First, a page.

BITTER PILL TO SWALLOW
IN HIS FINAL HEALTH ARTICLE FOR 2021, COLIN REVEALS HIS 9 YEAR BATTLE WITH IBS
I’ve had many fierce rivals over the seasons, some in equally matched machinery and others not. Everything is on the line and you’re both pushing limits in every way possible. The passion and pressure are almost tangible. Don’t even get me started on the expectation. Sounds like the ultimate competition, right? You’d be forgiven for thinking these challenges season after season would be the greatest battle I’d face each year… but truth be told, my biggest challenge the past 9 years has not been a team mate or fellow BTCC driver; it’s been my own body – my IBS.
STRESS, STRAIN AND PAIN OF IBS
Type IBS into a search engine, and along with listing various symptoms you’ll see the cruel synopsis – NO CURE. I’ve tried every product on the market to help heal my gut, tried every diet and taken advice from all over the world. There is no magic pill to reduce the stress, strain, and pain of IBS but there is one sure fact – every body is different. I’ve spent the past 9 years experimenting ways to manage my symptoms and the most important step of all is watching when and what food I put in my mouth.
LEARNING TO LIVE WITH IT
The lead up to a race weekend is just as important for me as the actual event itself; if I eat the wrong thing a whole catalogue of problems can erupt. This isn’t always as easy as it seems especially when your pushing boundaries both physically and psychologically. Even simple liquids or supposed ‘medicines’ can set me off, so awareness and attention to detail on everything that passes my lips makes all the difference.
I’m beginning to hear more and more tales of people that are struggling with their gut and their exhausting quests to identify the trigger for their discomfort. Sometimes it’s tricky to even know where to start to help guide them in the right direction, but I’ll try to list here a few key factors and fixes that may just help.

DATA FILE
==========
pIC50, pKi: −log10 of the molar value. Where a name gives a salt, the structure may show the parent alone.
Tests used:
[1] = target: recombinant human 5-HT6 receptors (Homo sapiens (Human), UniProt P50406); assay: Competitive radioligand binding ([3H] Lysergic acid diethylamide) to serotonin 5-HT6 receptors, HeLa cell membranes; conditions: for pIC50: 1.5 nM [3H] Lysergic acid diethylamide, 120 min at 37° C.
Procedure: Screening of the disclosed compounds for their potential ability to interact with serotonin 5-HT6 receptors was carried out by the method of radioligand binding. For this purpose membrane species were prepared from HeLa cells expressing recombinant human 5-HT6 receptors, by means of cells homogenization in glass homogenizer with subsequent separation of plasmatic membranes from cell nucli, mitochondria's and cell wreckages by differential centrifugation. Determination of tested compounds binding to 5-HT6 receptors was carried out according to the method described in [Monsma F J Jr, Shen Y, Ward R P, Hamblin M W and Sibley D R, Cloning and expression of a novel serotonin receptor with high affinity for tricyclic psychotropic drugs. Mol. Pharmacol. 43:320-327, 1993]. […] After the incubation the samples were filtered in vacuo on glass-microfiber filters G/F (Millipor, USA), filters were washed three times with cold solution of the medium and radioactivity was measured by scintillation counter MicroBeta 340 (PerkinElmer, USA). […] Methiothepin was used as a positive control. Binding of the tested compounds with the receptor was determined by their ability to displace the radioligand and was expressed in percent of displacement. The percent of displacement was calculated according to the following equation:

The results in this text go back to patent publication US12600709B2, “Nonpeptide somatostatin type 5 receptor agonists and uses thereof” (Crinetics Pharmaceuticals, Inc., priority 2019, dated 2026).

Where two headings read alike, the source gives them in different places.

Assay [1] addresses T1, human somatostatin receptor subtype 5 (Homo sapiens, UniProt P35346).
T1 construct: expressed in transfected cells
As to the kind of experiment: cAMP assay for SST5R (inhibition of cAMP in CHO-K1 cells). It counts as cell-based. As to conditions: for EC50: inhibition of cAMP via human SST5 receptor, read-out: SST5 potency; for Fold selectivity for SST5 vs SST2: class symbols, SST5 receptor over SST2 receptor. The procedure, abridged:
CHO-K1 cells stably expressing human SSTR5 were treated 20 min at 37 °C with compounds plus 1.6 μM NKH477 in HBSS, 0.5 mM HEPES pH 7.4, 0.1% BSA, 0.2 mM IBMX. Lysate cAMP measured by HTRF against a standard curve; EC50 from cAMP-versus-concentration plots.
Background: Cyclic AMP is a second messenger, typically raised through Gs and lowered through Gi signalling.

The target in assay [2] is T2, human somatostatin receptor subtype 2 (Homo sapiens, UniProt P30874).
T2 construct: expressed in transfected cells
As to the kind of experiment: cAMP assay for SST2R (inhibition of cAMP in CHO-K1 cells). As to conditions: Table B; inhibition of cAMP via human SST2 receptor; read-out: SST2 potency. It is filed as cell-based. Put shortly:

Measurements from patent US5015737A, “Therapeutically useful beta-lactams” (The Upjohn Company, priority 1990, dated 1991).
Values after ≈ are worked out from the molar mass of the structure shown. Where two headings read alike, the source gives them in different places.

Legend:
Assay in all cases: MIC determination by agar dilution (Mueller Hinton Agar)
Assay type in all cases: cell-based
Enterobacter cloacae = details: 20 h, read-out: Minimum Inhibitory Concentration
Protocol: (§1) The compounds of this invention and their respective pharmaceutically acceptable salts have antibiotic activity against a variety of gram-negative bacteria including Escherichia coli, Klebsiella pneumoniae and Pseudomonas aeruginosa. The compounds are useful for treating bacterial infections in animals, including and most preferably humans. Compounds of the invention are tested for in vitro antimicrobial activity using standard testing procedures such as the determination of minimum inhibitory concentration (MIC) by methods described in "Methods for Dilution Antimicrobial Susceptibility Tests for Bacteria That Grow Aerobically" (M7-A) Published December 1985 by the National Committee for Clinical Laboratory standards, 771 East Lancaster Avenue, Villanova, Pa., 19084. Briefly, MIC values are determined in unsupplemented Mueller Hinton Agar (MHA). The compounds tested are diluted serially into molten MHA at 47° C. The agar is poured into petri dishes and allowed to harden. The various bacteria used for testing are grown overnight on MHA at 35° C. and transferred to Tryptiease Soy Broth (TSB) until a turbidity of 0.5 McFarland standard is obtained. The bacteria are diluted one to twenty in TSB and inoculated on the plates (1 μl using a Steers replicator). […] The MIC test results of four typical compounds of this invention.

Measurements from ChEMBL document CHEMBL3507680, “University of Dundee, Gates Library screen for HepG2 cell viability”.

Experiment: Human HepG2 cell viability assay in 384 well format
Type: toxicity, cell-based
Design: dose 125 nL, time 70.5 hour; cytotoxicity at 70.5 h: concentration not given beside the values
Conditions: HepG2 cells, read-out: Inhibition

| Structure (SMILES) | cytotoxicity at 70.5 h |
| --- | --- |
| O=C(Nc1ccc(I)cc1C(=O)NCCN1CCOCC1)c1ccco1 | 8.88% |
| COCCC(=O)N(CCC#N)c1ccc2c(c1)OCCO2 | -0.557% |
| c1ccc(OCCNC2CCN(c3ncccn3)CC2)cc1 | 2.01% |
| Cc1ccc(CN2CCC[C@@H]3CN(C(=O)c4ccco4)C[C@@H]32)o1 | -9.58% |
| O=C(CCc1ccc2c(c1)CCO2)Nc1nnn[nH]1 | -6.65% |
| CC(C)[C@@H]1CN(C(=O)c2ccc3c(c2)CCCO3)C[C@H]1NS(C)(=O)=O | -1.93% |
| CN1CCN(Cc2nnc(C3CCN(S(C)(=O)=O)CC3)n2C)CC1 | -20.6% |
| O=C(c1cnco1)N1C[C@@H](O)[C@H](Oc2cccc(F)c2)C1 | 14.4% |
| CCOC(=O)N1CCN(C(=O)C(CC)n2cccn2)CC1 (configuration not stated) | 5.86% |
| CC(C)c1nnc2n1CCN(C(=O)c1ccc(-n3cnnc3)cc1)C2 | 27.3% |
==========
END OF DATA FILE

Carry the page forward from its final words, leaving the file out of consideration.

LOW FODMAP FOODS
The most important factor in deciding what to eat for me is identifying where they fall on the FODMAP scale. LOW FODMAP foods are my friends and create less of a gut reaction in my digestive system. Foods that are high on the FODMAP scale are triggers for all sorts of symptoms. I’ve come to know what foods I can eat and through good practice you soon will too. Garlic, onions and dairy produce are intense triggers for symptoms so they would be the first thing I would recommend cutting out of your diet.
I use a potent probiotic that helps to populate my gut with good bacteria. It’s important you take the good bacteria on an empty stomach and don’t consume tea or coffee on top of it.
CLEAN SIMPLE FOOD
Strip your diet back and look for clean and simple foods to eat. Fresh, colourful, and healthy food choices have so many other benefits that this lifestyle change should reap you more rewards as well as provoke less pain.
REMOVE PROCESSED FOODS
One of the first steps you can take is to eat ingredients and forget about processed foods. The processing process and the products added to facilitate the shelf life, are all problematic for anyone with IBS.